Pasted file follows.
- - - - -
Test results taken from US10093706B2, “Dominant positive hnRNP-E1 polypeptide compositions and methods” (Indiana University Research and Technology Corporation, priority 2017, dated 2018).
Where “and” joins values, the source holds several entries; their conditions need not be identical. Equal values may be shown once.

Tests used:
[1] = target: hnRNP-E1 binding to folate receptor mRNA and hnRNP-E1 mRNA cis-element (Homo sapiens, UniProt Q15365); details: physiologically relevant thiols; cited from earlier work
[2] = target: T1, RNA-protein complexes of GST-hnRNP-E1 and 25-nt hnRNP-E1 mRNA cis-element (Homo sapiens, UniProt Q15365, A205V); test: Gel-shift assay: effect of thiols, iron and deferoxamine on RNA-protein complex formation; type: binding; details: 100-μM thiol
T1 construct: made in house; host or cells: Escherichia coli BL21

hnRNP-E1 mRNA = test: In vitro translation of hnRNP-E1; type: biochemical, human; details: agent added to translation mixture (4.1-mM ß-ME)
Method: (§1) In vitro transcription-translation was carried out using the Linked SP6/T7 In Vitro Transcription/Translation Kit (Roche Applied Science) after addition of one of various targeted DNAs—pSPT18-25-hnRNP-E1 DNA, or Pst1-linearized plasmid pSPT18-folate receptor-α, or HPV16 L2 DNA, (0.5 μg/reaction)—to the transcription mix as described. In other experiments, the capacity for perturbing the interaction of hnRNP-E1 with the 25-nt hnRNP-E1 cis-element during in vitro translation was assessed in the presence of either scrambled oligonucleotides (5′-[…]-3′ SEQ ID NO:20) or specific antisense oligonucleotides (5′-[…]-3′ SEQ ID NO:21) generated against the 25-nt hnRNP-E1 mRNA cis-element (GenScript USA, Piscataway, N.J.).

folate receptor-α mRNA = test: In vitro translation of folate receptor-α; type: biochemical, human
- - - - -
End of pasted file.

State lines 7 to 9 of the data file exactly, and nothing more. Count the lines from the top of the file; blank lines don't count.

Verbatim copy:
hnRNP-E1 mRNA = test: In vitro translation of hnRNP-E1; type: biochemical, human; details: agent added to translation mixture (4.1-mM ß-ME)
Method: (§1) In vitro transcription-translation was carried out using the Linked SP6/T7 In Vitro Transcription/Translation Kit (Roche Applied Science) after addition of one of various targeted DNAs—pSPT18-25-hnRNP-E1 DNA, or Pst1-linearized plasmid pSPT18-folate receptor-α, or HPV16 L2 DNA, (0.5 μg/reaction)—to the transcription mix as described. In other experiments, the capacity for perturbing the interaction of hnRNP-E1 with the 25-nt hnRNP-E1 cis-element during in vitro translation was assessed in the presence of either scrambled oligonucleotides (5′-[…]-3′ SEQ ID NO:20) or specific antisense oligonucleotides (5′-[…]-3′ SEQ ID NO:21) generated against the 25-nt hnRNP-E1 mRNA cis-element (GenScript USA, Piscataway, N.J.).

folate receptor-α mRNA = test: In vitro translation of folate receptor-α; type: biochemical, human